I know this sounds familiar to a lot of you because you’ve recreated yourself and your dream with every step along the way.
You don’t feel like you have a jigsaw puzzle with 1,000 pieces, you feel like you have one piece of 1,000 puzzles.
3. You Can Have a Career…with Limitations
It seems like everywhere we turn we’re inundated with the message that “times are changing”…except they aren’t.
If you look for military spouse career resources you’re often met with outdated methods and messaging about the same career choices we’ve always seen (teaching, nursing, etc). Those are great options if you are passionate about those careers, but they’re not universal and they’re not nearly as portable as the standard messaging suggests they are.
Resources also seem to be geared toward a limited slice of our population.
Most scholarships for military spouses are geared toward those just starting out, most jobs that are readily available are entry-level and a lot of the workshops you see are also for those at the beginning of their career journey.
To be clear: those resources are very much needed, but they only address a part of the problem.
Most of us will continue down that path long after we’ve started and where are the resources then? How do we keep going once we’ve laid the foundation?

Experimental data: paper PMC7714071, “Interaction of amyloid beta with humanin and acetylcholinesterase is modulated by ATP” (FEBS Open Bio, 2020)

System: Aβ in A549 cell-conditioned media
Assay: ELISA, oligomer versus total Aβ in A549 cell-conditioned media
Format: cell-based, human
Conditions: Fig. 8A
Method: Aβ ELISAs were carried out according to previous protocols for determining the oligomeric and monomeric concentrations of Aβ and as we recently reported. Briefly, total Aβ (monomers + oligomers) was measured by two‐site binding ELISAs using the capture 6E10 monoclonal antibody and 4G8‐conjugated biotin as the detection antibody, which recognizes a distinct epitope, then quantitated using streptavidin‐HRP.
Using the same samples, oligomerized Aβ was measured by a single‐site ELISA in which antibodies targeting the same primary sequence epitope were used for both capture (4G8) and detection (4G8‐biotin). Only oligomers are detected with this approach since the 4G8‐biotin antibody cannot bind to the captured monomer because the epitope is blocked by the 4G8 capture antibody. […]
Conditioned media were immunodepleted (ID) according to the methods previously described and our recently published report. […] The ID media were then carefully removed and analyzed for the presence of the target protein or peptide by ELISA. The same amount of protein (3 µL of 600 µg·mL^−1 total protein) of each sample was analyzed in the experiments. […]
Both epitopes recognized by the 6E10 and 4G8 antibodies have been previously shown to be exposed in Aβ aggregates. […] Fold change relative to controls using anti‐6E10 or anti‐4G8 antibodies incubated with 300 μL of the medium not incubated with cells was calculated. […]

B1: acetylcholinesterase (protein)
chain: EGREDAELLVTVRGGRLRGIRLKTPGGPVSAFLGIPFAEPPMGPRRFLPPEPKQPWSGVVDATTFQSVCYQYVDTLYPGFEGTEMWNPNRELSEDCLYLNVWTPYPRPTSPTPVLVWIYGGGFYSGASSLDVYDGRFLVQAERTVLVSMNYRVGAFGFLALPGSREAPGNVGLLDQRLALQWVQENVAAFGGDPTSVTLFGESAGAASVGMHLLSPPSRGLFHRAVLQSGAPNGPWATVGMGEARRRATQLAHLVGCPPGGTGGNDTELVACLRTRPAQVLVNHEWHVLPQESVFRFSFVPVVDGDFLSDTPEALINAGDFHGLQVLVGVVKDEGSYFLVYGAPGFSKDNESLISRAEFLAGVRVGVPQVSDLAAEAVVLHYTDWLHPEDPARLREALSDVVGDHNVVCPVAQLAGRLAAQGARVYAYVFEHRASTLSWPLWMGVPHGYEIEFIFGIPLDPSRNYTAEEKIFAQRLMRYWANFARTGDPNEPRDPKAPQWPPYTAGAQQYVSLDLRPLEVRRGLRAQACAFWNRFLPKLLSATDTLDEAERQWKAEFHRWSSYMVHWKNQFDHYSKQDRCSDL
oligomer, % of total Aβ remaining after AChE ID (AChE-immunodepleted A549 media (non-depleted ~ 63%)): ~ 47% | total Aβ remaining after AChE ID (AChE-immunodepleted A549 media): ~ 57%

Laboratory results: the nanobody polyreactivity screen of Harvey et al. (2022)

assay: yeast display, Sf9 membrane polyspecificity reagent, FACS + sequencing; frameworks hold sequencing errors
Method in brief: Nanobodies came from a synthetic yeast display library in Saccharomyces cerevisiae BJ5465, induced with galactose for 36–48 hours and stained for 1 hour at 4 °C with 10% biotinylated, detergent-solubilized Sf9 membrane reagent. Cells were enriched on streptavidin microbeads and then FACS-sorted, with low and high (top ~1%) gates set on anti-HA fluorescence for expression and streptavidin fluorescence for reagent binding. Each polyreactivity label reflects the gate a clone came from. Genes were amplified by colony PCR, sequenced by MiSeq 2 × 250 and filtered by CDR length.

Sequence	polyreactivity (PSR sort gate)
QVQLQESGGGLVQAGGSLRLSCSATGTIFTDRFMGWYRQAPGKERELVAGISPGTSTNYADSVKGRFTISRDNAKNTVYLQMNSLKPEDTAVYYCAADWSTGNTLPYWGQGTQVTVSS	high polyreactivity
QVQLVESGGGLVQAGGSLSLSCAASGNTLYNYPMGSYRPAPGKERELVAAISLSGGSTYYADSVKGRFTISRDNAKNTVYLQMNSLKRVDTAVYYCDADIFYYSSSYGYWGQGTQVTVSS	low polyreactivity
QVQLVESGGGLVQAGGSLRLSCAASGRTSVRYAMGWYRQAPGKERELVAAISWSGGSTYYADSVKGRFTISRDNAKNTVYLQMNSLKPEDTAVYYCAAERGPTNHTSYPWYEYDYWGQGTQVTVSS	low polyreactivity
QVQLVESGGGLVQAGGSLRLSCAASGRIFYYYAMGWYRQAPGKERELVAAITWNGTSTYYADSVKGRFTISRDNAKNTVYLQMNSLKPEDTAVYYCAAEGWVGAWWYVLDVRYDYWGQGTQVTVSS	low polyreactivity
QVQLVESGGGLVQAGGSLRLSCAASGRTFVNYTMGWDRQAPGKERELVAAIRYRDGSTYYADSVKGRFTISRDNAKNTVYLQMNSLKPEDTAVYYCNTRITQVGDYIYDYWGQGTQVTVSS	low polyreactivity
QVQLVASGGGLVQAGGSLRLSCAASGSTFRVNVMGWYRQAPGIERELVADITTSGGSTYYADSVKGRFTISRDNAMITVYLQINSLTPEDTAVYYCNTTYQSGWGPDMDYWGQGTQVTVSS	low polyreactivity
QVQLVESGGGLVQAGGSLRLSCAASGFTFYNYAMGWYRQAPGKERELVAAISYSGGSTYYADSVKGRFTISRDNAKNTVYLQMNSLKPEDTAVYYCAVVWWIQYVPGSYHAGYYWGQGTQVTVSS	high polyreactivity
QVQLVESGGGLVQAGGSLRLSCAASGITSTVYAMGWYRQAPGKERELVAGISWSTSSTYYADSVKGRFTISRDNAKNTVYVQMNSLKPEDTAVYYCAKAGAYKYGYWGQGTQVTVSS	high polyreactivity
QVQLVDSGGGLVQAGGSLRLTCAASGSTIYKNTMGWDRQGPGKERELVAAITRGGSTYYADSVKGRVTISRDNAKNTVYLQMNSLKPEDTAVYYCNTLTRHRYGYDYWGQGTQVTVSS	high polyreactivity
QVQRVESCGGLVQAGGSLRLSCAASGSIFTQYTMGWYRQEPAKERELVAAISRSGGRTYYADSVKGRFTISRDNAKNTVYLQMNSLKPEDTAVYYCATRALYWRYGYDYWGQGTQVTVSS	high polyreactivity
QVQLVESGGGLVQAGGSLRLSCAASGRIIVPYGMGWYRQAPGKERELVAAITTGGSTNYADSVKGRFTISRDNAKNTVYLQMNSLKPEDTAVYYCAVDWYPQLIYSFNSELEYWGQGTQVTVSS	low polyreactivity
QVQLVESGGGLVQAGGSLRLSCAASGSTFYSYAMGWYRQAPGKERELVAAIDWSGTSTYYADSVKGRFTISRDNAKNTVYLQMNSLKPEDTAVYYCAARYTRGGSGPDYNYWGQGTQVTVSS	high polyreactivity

And don’t even get me started on the inevitable questions (that I can’t believe people still ask) about what pursuing your dreams will do to the career of your service member. I believe wholeheartedly that ALL career decisions for ALL members of the family should be considered from ALL angles, but those questions don’t seem to come as often to the service member. Not their fault, just the reality we’re faced with. How are we supposed to pursue a career if we feel guilty every step of the way?
This is a big one, and to be honest, exhaustion may be some of the reason the resources are geared toward entry-level needs.
How many working military spouses decide to keep going?
After trying and trying and trying, how many just get tired and decide to volunteer away their best years?